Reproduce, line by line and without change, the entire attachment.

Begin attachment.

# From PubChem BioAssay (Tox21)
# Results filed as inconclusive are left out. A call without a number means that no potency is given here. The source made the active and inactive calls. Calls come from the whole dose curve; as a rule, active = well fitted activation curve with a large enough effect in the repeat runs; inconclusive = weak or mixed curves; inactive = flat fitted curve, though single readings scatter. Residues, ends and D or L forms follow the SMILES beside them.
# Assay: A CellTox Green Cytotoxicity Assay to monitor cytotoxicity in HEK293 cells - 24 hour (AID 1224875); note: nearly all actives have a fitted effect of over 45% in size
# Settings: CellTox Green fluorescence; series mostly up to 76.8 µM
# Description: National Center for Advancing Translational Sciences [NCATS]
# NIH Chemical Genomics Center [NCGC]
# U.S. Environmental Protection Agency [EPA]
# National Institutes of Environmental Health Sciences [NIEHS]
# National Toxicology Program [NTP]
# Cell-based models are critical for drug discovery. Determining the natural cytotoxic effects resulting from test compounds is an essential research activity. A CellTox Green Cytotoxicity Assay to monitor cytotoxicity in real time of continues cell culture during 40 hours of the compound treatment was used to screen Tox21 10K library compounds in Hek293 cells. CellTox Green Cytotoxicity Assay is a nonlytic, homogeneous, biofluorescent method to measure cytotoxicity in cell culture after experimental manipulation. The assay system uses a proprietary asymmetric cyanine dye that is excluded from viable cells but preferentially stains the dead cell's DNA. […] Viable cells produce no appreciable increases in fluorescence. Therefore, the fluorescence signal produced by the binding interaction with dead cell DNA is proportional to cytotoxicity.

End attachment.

# From PubChem BioAssay (Tox21)
# Results filed as inconclusive are left out. A call without a number means that no potency is given here. The source made the active and inactive calls. Calls come from the whole dose curve; as a rule, active = well fitted activation curve with a large enough effect in the repeat runs; inconclusive = weak or mixed curves; inactive = flat fitted curve, though single readings scatter. Residues, ends and D or L forms follow the SMILES beside them.
# Assay: A CellTox Green Cytotoxicity Assay to monitor cytotoxicity in HEK293 cells - 24 hour (AID 1224875); note: nearly all actives have a fitted effect of over 45% in size
# Settings: CellTox Green fluorescence; series mostly up to 76.8 µM
# Description: National Center for Advancing Translational Sciences [NCATS]
# NIH Chemical Genomics Center [NCGC]
# U.S. Environmental Protection Agency [EPA]
# National Institutes of Environmental Health Sciences [NIEHS]
# National Toxicology Program [NTP]
# Cell-based models are critical for drug discovery. Determining the natural cytotoxic effects resulting from test compounds is an essential research activity. A CellTox Green Cytotoxicity Assay to monitor cytotoxicity in real time of continues cell culture during 40 hours of the compound treatment was used to screen Tox21 10K library compounds in Hek293 cells. CellTox Green Cytotoxicity Assay is a nonlytic, homogeneous, biofluorescent method to measure cytotoxicity in cell culture after experimental manipulation. The assay system uses a proprietary asymmetric cyanine dye that is excluded from viable cells but preferentially stains the dead cell's DNA. […] Viable cells produce no appreciable increases in fluorescence. Therefore, the fluorescence signal produced by the binding interaction with dead cell DNA is proportional to cytotoxicity.